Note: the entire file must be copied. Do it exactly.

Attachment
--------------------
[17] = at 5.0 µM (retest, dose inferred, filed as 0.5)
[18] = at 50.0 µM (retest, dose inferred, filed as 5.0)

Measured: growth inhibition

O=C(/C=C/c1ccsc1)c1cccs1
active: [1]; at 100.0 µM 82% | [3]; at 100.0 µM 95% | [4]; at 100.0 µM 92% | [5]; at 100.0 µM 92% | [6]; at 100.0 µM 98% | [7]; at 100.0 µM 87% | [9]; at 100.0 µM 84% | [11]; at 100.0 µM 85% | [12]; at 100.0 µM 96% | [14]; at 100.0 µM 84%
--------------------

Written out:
[17] = at 5.0 µM (retest, dose inferred, filed as 0.5)
[18] = at 50.0 µM (retest, dose inferred, filed as 5.0)

Measured: growth inhibition

O=C(/C=C/c1ccsc1)c1cccs1
active: [1]; at 100.0 µM 82% | [3]; at 100.0 µM 95% | [4]; at 100.0 µM 92% | [5]; at 100.0 µM 92% | [6]; at 100.0 µM 98% | [7]; at 100.0 µM 87% | [9]; at 100.0 µM 84% | [11]; at 100.0 µM 85% | [12]; at 100.0 µM 96% | [14]; at 100.0 µM 84%